Tattooed nation

What is the world coming to when the Marines’ dress code begins to rival that of Hooters’? Yes, you read right. Hooters.

What is the world coming to when the Marines’ dress code begins to rival that of Hooters’? Yes, you read right. Hooters. Apparently, the few and the proud are bucking traditional values due to [dramatic pause…] tattoos. No longer can you get that memorial sleeve dedicated to your buddy who bit the big one in Iraq–better put it on your back, where no one (including you) can see it.

As of April 1, Marines aren’t allowed to get a tattoo that shows while in shorts and a t-shirt. Marine Corps Commandant James Conway wrote of the decision, “Some Marines have taken the liberty of tattooing themselves to a point that is contrary to our professional demeanor and the high standards America has come to expect from us. I believe tattoos of an excessive nature do not represent our traditional values.”

Funny how Hooters has a similar requirement of showing no ink while in the Hooters girls “uniform.” Apparently, the government and infamous restaurant chain agree: being inked is moving away from traditional values.

Sad to say, but America is going to hell in a hand basket. According to the Journal of the American Academy of Dermatology, one in four people between the ages of 18 and 50 have at least one tattoo, while 36 percent of people between the ages of 18 and 29 have at least one. In a few years, the world will be overrun with the wrinkled and the inked. Not just the wrinkled and the inked, but the wrinkled and the inked who have no traditional values. The world is doomed.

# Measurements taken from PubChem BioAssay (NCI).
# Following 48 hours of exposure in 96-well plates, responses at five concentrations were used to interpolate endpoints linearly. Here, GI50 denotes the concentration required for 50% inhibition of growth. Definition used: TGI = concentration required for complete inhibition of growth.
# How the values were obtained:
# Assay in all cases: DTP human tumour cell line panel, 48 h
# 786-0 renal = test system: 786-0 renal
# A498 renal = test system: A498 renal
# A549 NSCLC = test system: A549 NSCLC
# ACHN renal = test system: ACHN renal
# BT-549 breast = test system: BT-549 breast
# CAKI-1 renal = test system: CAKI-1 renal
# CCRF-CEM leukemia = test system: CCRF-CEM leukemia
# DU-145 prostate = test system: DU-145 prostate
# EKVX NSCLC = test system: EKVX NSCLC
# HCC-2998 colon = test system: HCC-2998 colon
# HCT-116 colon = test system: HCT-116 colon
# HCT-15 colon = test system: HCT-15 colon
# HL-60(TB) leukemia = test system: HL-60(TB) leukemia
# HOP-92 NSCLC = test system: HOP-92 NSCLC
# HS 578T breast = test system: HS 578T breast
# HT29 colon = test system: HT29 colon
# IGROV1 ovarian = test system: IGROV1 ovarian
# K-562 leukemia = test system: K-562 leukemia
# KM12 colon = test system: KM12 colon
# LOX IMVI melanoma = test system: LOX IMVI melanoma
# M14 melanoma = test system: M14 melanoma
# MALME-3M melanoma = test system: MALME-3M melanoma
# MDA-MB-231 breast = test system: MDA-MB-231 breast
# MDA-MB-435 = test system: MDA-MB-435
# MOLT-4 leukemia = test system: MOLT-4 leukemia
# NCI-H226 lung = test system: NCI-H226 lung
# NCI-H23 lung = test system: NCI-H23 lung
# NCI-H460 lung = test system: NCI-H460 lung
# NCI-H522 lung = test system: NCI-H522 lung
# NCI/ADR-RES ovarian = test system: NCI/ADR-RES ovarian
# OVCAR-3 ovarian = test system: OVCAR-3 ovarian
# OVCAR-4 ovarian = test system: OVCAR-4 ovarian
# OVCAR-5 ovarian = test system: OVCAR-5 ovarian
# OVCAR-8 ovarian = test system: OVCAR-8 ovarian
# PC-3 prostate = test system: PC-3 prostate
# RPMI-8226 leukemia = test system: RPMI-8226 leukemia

When the military is looking for more servicemen, is it really smart to make it that much harder to join? These guys are willing to put their lives on the line for our country. Many are dying, and the Marines are saying to them that they can’t get a tattoo< /i>? And if they do? Well, here’s a possible two-year trip to a jail cell and a dishonorable discharge. All in the name of upholding “traditional values.”

Unfortunately, the Marines are wrong. Tattoos aren’t the reason that the Marines are moving away from traditional values; it’s because they’re taking their cue from Hookers, I mean, Hooters.

The Marines should be following the guidelines of the Army, not Hooters. Because of the lack of people joining, the Army actually relaxed their restrictions on body art. Army ladies and gents can get ink on the lower back of the neck and even on the backs of their hands.

Let the Marines ink themselves up. Whether their reason for the tattoo is one having to do with being drunk and picking some cheap-ass Technicolor butterfly flash off of the wall or a remembrance for a fallen comrade, it doesn’t matter. And it shouldn’t matter how big the thing is or where it is placed.

Throughout history, people ranging from royalty to warriors have been getting tattooed. In the Amazon, tribes tattoo their faces to this day to distinguish themselves from other tribes. Look at Egyptian art. In 2000 BCE, there were hieroglyphs depicting a high priestess with tattoos. In Great Britain, the Picts were a group of people who tattooed themselves. The Maoris of New Zealand are another well-known people who tattooed their faces with intricate designs.

Tattoos are nothing new. And in the U.S., they aren’t just for bikers, sailors and rebels anymore. Today, everyone from celebrities to NBA stars to the chick sitting next to you in your class has tattoos. There are even shows on TV about tattoo shops and those who run them. It isn’t a move away from values. It’s just different. And more visible.

These guys (and gals) are fighting for our country. And they have chosen to do so. They’re doing the things that many of us don’t want to do or choose not to do. Take a page from the Army, get rid of the ridiculous regulations and buck up: values are important, but it’s more important when you have your priorities in order.